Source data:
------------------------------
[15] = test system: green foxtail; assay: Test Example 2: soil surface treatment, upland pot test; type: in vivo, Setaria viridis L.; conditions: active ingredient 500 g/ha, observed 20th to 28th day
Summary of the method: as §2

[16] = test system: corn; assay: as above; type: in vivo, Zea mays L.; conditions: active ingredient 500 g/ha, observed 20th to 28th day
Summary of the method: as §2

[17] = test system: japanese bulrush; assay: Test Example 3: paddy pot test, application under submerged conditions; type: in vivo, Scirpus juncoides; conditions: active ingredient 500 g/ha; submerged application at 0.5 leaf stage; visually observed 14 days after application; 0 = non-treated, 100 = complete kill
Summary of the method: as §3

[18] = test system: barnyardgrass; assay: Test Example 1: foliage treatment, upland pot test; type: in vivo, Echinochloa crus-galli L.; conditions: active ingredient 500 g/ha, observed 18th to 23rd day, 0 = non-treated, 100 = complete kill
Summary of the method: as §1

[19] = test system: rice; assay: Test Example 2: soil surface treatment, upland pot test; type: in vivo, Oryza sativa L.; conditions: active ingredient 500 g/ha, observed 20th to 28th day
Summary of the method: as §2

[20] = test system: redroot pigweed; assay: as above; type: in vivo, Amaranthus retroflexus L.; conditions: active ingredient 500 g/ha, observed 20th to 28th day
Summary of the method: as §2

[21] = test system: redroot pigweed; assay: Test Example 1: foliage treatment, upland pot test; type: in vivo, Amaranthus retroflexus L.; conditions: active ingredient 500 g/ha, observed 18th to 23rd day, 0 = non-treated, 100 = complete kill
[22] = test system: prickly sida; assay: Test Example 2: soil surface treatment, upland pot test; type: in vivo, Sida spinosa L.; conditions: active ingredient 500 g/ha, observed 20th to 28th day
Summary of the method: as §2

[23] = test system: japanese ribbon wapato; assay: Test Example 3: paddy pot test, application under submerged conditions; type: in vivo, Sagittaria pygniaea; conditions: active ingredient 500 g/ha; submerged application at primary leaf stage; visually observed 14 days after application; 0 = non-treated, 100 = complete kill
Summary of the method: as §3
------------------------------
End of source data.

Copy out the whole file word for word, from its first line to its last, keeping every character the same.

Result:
[15] = test system: green foxtail; assay: Test Example 2: soil surface treatment, upland pot test; type: in vivo, Setaria viridis L.; conditions: active ingredient 500 g/ha, observed 20th to 28th day
Summary of the method: as §2

[16] = test system: corn; assay: as above; type: in vivo, Zea mays L.; conditions: active ingredient 500 g/ha, observed 20th to 28th day
Summary of the method: as §2

[17] = test system: japanese bulrush; assay: Test Example 3: paddy pot test, application under submerged conditions; type: in vivo, Scirpus juncoides; conditions: active ingredient 500 g/ha; submerged application at 0.5 leaf stage; visually observed 14 days after application; 0 = non-treated, 100 = complete kill
Summary of the method: as §3

[18] = test system: barnyardgrass; assay: Test Example 1: foliage treatment, upland pot test; type: in vivo, Echinochloa crus-galli L.; conditions: active ingredient 500 g/ha, observed 18th to 23rd day, 0 = non-treated, 100 = complete kill
Summary of the method: as §1

[19] = test system: rice; assay: Test Example 2: soil surface treatment, upland pot test; type: in vivo, Oryza sativa L.; conditions: active ingredient 500 g/ha, observed 20th to 28th day
Summary of the method: as §2

[20] = test system: redroot pigweed; assay: as above; type: in vivo, Amaranthus retroflexus L.; conditions: active ingredient 500 g/ha, observed 20th to 28th day
Summary of the method: as §2

[21] = test system: redroot pigweed; assay: Test Example 1: foliage treatment, upland pot test; type: in vivo, Amaranthus retroflexus L.; conditions: active ingredient 500 g/ha, observed 18th to 23rd day, 0 = non-treated, 100 = complete kill
[22] = test system: prickly sida; assay: Test Example 2: soil surface treatment, upland pot test; type: in vivo, Sida spinosa L.; conditions: active ingredient 500 g/ha, observed 20th to 28th day
Summary of the method: as §2

[23] = test system: japanese ribbon wapato; assay: Test Example 3: paddy pot test, application under submerged conditions; type: in vivo, Sagittaria pygniaea; conditions: active ingredient 500 g/ha; submerged application at primary leaf stage; visually observed 14 days after application; 0 = non-treated, 100 = complete kill
Summary of the method: as §3